- With right sides together, pin raw edges all the way around.
- Sew or serge with 1/4 inch seam allowance.
- Use a safety pin to guide tie through casing.
- To avoid tie from being pulled out with use, stitch a line though casing, catching the tie, at center front of hat.
- If your tie is a ribbon or something that may unravel, hit cut ends with fray check.
When wearing, the ends can be pulled to tighten then tied in a bow. Alternately, you can purchase cord locks like these on Amazon, to make for greater ease in adjusting.
I hope this helps! Happy sewing and thank you for doing all you can to help the medical personnel in your area.
If you have questions, please let me know in the comments below.
It has become a bit of a tradition around here for me to create and share valentines for you to use. In 2012, they were the vastly popular Doctor Who themed valentines. Last year, I made conversation hearts.
I’ve continued the conversation hearts this year (because
they are easy I care), with—not just one— but two themes.
First up, for those who have been in a relationship for a long time and want a special way to express exactly how you feel:
Marital Valentines Free PDF Download
I’ll be giving the Let Me Put My Cold Feet On You one to Walt. I can’t help it. I’m a romantic.
Up next, for the fellow writers among my readers, I’ve designed some cards for you to give your loved ones. I know they will appreciate them.
Writer Valentines Free PDF Download
I hope your loved ones enjoy receiving them as much as I enjoyed making them, however unlikely that may be. Happy Valentine’s Day!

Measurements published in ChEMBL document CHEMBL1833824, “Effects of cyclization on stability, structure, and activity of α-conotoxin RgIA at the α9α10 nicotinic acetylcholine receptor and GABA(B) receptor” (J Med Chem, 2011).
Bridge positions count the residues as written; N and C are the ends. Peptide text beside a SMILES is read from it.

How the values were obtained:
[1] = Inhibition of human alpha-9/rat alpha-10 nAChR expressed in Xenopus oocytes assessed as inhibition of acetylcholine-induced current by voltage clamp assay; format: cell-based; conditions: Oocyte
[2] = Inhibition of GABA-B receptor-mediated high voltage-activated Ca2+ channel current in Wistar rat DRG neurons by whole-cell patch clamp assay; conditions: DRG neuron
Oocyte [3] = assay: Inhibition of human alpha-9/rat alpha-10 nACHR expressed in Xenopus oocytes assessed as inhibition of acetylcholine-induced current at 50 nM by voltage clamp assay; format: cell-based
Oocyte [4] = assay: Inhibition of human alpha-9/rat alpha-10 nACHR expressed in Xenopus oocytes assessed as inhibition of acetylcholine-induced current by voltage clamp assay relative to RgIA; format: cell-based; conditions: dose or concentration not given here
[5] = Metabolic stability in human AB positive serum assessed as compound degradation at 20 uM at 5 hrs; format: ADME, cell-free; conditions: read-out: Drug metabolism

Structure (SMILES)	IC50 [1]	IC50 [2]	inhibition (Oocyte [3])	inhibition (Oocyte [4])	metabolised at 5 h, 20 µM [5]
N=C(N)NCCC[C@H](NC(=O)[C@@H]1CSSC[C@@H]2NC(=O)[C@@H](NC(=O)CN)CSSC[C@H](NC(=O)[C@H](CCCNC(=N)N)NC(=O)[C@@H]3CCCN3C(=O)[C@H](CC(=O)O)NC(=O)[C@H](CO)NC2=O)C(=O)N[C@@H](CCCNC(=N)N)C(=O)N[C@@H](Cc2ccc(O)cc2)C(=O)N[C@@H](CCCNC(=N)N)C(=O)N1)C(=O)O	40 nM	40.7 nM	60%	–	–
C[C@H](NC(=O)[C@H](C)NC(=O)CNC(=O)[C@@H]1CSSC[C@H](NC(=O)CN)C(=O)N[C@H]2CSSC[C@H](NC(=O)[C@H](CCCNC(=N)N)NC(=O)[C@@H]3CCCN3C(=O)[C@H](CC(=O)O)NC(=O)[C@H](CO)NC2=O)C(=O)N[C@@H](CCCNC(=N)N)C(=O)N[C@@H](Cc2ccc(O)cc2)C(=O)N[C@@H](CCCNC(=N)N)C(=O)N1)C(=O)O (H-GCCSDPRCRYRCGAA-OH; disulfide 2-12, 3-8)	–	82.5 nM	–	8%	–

(Sorry about the poor-quality phone photo.) (I’m not really sorry.)
Just popping in to share this year’s Valentines. No mushy love stuff here!
Conversation hearts that say: HUG ME UNTIL YOU ARE 30, I LIKE CHEESE, SOCK PUPPETS, and I CAN DANCE THE ROBOT.
Underneath the heart is says, A RANDOM VALENTINE MESSAGE FROM: [insert your name here]
I’m under no illusion that these will be as popular as last year’s (more than 13,000 views!), but for those of you who are not Doctor Who fans, feel free to use these instead.
Random Valentines PDF
We have a little tradition of making one homemade present for each other every Christmas. Several weeks ago, in order to gather a key component of my gift for Newt, I put out a call for help on Facebook:
Anyone have a jointed-arms Barbie needing a home? She can be ugly, naked, scribbled on, and/or ratty haired. I just need her arms to move. Working on a craft project/Christmas present for Newt.
(Don’t you wish I was your Secret Santa?)
People are fairly used to me being strange, I think. A few days later, a friend dropped off a sad, ugly, nearly naked* Barbie Doll, just begging to be made into something